Does your co-op have an interesting story to tell or other developments to share? If you have an idea for a video produced by the statewide co-op association, please email or

Biden’s 2023 Budget Proposal: What Co-ops Should Know

The Biden administration’s proposed 2023 budget would increase funding for the U.S. Department of Agriculture’s ReConnect broadband program by 33%—from $450 million in fiscal year 2022 to $600 million.

The ReConnect program provides loans and grants to electric cooperatives to help pay for the construction, improvement or acquisition of facilities and equipment to bring high-speed internet to rural communities that have little or no service.

The COVID-19 pandemic has underscored the importance of broadband as people have relied on it to work from home, attend virtual classes and access telemedicine appointments.

President Joe Biden’s budget proposal is, like that of all presidents, a request to Congress. Legislators have the power of the purse and ultimately will decide spending priorities and levels for federal agencies and programs.

“While we recognize that the final decision lies with Congress, we welcome the administration’s support for increasing broadband funding to help close the digital divide that is keeping rural America from reaching its full economic potential,” said Hill Thomas, NRECA’s vice president of legislative affairs.

Turning to another USDA program vital to co-ops, the administration’s proposed budget calls for continuing to fund the Rural Utilities Service Electric Loan Program at $6.5 billion. Congress increased funding for the program by $1 billion in fiscal year 2022 from $5.5 billion in 2021.

Co-ops use RUS loans to help build and improve infrastructure that provides reliable, affordable electric service to their consumer-members. Repayment of those loans with interest to the U.S. Treasury helps reduce the federal deficit. 

“We are glad to see that the administration’s budget supports the increase that Congress provided to the RUS loan program that is so crucial to electric co-ops and the communities they serve,” Thomas said.

In a departure from the Trump administration’s budget proposals, the Biden administration is not seeking to sell off transmission assets that provide affordable hydropower from federal dams to hundreds of co-ops.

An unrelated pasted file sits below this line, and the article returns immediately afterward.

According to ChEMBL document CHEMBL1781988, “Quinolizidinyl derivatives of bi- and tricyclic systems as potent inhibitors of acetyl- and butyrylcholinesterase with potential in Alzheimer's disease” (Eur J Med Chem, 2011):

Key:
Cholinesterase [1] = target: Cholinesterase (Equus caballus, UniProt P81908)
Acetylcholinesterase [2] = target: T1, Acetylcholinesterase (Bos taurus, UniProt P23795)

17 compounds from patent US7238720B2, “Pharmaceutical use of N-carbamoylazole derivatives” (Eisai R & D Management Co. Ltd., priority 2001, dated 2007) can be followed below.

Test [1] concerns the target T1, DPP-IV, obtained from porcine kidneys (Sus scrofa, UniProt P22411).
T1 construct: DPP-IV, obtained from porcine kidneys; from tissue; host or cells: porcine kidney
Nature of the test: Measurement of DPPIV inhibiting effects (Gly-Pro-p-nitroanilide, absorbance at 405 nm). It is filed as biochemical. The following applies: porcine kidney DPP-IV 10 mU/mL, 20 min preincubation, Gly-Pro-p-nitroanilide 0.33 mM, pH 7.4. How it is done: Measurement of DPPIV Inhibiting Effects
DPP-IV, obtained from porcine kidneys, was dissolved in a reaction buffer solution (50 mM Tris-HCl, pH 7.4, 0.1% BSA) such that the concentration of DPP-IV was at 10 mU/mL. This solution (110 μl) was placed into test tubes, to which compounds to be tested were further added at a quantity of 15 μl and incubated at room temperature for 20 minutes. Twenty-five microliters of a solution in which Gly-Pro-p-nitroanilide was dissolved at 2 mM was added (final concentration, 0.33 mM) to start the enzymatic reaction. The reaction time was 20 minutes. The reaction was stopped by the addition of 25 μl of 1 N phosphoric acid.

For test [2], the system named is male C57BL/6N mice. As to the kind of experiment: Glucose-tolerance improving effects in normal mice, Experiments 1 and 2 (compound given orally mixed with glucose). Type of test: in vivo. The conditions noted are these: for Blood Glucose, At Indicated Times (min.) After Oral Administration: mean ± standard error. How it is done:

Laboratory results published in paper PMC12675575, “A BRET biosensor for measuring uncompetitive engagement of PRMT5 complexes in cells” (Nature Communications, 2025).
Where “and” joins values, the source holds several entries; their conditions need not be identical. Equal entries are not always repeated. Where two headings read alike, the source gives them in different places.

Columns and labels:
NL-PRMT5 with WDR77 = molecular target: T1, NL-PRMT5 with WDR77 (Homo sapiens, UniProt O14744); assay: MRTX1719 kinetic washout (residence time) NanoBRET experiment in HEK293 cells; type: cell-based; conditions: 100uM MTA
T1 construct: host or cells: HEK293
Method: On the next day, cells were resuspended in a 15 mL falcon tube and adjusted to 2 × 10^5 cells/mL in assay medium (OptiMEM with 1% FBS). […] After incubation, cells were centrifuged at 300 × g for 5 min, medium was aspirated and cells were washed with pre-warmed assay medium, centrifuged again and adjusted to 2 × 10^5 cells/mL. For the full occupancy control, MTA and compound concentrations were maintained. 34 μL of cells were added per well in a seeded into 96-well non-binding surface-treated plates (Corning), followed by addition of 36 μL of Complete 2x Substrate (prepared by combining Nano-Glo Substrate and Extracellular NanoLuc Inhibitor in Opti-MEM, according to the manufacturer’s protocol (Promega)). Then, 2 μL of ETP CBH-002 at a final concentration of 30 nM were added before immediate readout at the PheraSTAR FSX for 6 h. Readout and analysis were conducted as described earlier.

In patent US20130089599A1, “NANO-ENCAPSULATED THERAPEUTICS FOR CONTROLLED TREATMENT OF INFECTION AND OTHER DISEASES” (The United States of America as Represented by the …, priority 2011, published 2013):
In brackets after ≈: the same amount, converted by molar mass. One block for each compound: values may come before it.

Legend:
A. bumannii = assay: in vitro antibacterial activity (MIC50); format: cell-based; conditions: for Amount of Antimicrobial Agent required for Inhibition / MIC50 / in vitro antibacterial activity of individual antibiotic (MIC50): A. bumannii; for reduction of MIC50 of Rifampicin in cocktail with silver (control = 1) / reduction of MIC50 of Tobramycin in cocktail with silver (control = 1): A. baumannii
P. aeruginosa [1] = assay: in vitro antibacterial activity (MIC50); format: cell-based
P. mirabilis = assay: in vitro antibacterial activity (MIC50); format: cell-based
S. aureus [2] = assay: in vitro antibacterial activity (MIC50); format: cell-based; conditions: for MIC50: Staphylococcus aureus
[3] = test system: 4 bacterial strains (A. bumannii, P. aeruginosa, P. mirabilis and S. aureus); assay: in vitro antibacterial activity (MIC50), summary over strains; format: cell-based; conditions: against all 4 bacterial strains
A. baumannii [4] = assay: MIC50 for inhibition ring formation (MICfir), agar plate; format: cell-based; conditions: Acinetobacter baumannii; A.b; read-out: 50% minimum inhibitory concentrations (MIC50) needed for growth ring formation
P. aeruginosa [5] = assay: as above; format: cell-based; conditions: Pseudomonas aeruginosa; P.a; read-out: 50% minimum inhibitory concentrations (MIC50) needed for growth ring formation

The Trump administration—in an effort that drew bipartisan opposition in Congress—had proposed to privatize assets held by the Tennessee Valley Authority, Bonneville Power Administration, Southwestern Power Administration and Western Area Power Administration.

The Trump administration had also sought to increase rates for federal Power Marketing Administrations by changing the cost-based rate structure to make it comparable to rates charged by investor-owned utilities.

In its budget plan for 2023, the Biden administration proposes increased funding for climate-related activities at nearly every federal agency. That includes a boost of almost $17 billion, for a total of $45 billion, to the five agencies with the most climate-related programs. The budget requests a record $11.9 billion—a nearly 29% increase—for the Environmental Protection Agency alone.

Erin Kelly is a staff writer for NRECA.

NRECA Asks Postal Service to Drop Rate Hikes in Light of Reform Act Relief

NRECA and other nonprofits are asking the U.S. Postal Service to abandon an unprecedented postage rate hike now that Congress has passed legislation to bolster the agency’s operations and provide financial relief.

The Postal Reform Act of 2022, which the Senate approved last week and President Joe Biden is expected to sign into law soon, was drafted to strengthen how the beleaguered service does business and ultimately save it money.

But the measure will not ease the record-high rates authorized last year or deter additional biannual postage increases.

“While this legislation will help shore up some of the Postal Service’s financial challenges, it does not provide immediate relief for electric co-ops and other postal users that face record rate increases in the coming years,” said Bobby Hamill, NRECA’s government relations director on this issue.

“NRECA continues to work with our Alliance of Nonprofit Mailers coalition in urging the Postal Service and the Postal Regulatory Commission to moderate the planned rate increases, particularly in light of the recent financial support provided by Congress.”

The Postal Regulatory Commission last August authorized nonprofit marketing mail rates to increase by an average of 7.8%. This included 5.7% for first-class letters, 10.4% for large envelopes, newsletters and magazines and 8.6% for parcels.

NRECA joined with the ANM to fight the new rates, and ANM joined a lawsuit against the commission for allowing the nonprofits’ postage rates to jump higher than current inflation.